I worked in the computer field most of my life, but started in accounting and other areas. Computers have always been the Wizard of Oz behind the curtain. If someone says the computer said something, people bow down and don’t dispute it. And if they do, the conversation deteriorates into one similar to two economists looking at the same thing and arguing vociferously as to what the content really means.

        There is no end to this stuff. To me baseball is the best sport in the world. Something new every day. Players getting better and worse every day. It’s fun to watch, and it should be fun to play and follow. My biggest problem with the stat craze (which by the way, all teams have slowly gotten away from as they’ve rehired all their scouts realizing what Branch always said – “scouts are the lifeblood of an organization”…George repeated it when he took control of the Yankees) is that it’s NOT fun. Some fan reads a few stats and thinks they have a handle on things. Then a guy like you comes out and shows another set of stats. Now the fan has to choose which of the set of stats is correct. Me? I’d rather watch the games, and read all the scouting information that is made public.

        You know why I really come on here – it’s because it can be a ideal place for me to find information for posters in other cities that can share insights about the players they see daily. Instead i get a bunch of people quoting stats. That tells me nothing. Reminds me of my aunt in Chicago. She’d raised her kids by dropping them off at the El station to see the Cubs much of the summer. She would leave around the start of the 8th inning to get to station to meet the kids – the timing worked out well. So she would up watching thousands of Cub games while doing the ironing. The result – one year when she was in her 70’s I was visiting and the Cubs had a young 3B. So during the game I asked her if he was any good. The matter of fact comment I got was. “he has trouble hitting with 2 strikes on him and doesn’t go to his left well. THAT was a baseball fan.

        Best to ya.

      • kirkvanhouten - Dec 24, 2012 at 1:30 PM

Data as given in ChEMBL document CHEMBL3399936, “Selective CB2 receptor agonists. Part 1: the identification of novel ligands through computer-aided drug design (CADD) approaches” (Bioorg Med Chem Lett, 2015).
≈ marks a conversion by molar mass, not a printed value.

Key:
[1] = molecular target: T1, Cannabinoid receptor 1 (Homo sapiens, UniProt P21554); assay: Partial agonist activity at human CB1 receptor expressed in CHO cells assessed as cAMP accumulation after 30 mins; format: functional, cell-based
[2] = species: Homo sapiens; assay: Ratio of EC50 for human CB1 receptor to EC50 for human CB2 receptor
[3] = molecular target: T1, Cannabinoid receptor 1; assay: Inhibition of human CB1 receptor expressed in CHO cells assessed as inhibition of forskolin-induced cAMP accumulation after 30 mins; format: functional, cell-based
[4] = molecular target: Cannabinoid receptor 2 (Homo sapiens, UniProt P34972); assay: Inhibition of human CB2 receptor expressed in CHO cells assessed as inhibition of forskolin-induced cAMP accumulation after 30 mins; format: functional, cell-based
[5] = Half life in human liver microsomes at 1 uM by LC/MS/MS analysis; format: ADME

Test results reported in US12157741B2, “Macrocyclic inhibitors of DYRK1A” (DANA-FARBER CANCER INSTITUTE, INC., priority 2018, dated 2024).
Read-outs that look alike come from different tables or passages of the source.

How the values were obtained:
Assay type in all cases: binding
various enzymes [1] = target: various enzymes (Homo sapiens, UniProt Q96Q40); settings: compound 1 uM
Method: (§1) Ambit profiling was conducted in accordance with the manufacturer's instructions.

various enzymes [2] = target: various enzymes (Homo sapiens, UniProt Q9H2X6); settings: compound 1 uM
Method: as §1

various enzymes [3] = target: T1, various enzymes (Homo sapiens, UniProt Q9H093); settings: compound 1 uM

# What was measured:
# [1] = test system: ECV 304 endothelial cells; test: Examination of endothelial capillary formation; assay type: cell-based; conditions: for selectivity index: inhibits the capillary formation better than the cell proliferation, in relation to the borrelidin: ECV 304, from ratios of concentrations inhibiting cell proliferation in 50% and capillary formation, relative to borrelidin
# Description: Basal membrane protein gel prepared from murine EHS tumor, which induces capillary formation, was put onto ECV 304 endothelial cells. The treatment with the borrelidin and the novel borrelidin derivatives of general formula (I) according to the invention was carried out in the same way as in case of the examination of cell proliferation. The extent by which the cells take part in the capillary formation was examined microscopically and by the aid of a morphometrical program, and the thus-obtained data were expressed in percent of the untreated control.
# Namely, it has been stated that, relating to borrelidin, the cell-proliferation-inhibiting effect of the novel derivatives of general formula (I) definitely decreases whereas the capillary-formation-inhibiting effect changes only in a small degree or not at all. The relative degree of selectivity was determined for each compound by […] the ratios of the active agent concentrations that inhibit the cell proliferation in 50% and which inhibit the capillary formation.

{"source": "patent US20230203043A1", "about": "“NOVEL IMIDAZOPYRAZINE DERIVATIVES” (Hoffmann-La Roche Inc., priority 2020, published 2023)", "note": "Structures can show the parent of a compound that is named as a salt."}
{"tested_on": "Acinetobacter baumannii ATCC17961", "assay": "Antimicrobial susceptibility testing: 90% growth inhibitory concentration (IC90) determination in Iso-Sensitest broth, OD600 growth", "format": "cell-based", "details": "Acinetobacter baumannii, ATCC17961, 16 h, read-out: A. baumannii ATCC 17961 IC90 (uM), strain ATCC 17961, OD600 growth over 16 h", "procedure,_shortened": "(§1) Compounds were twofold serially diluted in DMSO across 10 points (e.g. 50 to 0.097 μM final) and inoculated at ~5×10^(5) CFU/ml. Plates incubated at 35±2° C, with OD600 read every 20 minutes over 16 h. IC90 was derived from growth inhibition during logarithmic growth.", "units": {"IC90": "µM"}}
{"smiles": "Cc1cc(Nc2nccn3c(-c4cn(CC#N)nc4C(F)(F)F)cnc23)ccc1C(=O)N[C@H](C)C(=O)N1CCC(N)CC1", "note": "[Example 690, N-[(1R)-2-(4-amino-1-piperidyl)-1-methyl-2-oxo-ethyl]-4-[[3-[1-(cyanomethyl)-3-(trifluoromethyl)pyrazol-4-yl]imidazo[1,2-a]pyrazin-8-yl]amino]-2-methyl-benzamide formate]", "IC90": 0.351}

” The matter of fact comment I got was. “he has trouble hitting with 2 strikes on him and doesn’t go to his left well. THAT was a baseball fan.”

        …so you got an anecdote by someone whose opinion you have no business trusting, that could easily be looked up for statistical confirmation and you’re using this example to prove hat you’re *not* a moron.

      • thereisaparty - Dec 24, 2012 at 1:32 PM

        Are “tashkalucky” posts satire? I sincerely hope so.

      • tashkalucy - Dec 24, 2012 at 2:35 PM


        At least 95% of the people on this site show they know nothing about baseball or the world every day.

        You’re one in a long line.

        For me, this is like reading People magazine to find out about the economy. Yes, it covers it at times, but it’s primarily personality based making people popular for a few years then turning on them.

      • cur68 - Dec 24, 2012 at 2:41 PM

        tash: 95% of stats are made up on the spot.

      • tashkalucy - Dec 24, 2012 at 2:44 PM


        I know. I saw it in business.

        You give these kids Internet access, they spend 10 minutes cutting and pasting selected data to prove their pre-conceived points, and they make a post or send an email to the boss, waiting to argue….

      • cur68 - Dec 24, 2012 at 3:23 PM


        Tash: Ordinarily, I try not to get all up the grill of people who haven’t been rude to me or to someone else. But I fear I will greatly offend you here. Anyhow, let’s go.

        You have not one iota of the element irony in you anywhere, eh? I’m quoting your “At least 95% of the people on this site show they know nothing about baseball or the world every day” back at you. I’m asserting YOU ARE MAKING THAT FIGURE UP. See? We do not agree on this issue. At all. In any way. I find it HIGHLY ironical that you would cite a statistic that you made up to support your point that computers (which appears to be the same thing as a statistic in your world) are no good.

        Furthermore, I find this evident belief you seem to have in your superiority of understanding of all things baseball a bit tiresome. Not only tiresome but pretty offensive to some of the people on here who DO NOT claim any such understanding but can at least define and use WAR appropriately and within context of a lot of other ways of measuring INCLUDING having watched said player perform many, many times.